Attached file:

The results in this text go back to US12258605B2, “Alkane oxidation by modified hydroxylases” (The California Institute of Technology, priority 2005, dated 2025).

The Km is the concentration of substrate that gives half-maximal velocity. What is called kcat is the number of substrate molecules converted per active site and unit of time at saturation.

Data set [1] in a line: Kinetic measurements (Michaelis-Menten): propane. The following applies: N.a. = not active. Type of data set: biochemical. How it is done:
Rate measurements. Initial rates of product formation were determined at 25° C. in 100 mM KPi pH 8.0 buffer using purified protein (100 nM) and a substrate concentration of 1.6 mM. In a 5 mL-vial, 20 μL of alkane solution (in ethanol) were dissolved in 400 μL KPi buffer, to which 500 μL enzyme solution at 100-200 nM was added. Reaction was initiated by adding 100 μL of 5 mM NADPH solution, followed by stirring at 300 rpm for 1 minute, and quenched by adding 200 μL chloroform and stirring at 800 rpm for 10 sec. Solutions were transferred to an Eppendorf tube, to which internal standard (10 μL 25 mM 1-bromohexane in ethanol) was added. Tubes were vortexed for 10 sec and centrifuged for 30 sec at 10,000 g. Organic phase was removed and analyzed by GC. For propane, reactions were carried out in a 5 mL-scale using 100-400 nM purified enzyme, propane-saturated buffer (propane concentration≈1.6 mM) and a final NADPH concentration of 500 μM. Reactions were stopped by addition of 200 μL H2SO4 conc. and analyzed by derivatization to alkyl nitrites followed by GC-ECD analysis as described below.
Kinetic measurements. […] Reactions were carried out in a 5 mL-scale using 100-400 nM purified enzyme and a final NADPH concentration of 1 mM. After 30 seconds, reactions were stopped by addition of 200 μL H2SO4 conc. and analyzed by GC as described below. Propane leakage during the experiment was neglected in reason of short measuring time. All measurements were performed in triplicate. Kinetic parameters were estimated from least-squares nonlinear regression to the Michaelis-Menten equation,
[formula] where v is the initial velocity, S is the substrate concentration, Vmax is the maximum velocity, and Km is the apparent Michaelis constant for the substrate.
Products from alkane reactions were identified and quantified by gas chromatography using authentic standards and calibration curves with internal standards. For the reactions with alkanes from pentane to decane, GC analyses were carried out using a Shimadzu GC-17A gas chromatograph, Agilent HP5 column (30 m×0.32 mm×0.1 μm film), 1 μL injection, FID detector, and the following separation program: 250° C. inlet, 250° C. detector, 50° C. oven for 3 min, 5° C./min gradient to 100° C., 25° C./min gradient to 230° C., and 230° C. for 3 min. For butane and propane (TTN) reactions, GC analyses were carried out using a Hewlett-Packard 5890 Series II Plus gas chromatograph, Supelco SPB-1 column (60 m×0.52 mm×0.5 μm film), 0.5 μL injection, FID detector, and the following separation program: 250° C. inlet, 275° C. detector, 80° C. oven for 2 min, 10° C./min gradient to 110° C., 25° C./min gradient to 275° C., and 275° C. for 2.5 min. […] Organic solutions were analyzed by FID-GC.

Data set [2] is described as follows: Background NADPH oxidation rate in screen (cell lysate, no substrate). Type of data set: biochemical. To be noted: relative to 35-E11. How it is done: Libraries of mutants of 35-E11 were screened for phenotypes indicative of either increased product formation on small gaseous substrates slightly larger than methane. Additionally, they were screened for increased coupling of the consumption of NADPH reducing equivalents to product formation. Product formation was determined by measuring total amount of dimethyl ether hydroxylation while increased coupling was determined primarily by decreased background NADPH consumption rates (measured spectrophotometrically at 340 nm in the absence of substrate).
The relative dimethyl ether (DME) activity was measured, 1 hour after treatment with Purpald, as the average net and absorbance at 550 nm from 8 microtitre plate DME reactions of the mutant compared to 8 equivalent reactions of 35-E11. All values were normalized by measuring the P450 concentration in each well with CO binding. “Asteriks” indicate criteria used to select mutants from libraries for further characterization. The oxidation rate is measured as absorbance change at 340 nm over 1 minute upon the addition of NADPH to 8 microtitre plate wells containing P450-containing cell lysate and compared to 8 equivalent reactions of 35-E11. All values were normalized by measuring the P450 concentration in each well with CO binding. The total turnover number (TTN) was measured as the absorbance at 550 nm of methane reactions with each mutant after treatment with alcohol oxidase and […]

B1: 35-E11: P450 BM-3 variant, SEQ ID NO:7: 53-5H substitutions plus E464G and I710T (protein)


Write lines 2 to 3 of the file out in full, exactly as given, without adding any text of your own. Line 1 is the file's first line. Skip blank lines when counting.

The Km is the concentration of substrate that gives half-maximal velocity. What is called kcat is the number of substrate molecules converted per active site and unit of time at saturation.

Data set [1] in a line: Kinetic measurements (Michaelis-Menten): propane. The following applies: N.a. = not active. Type of data set: biochemical. How it is done: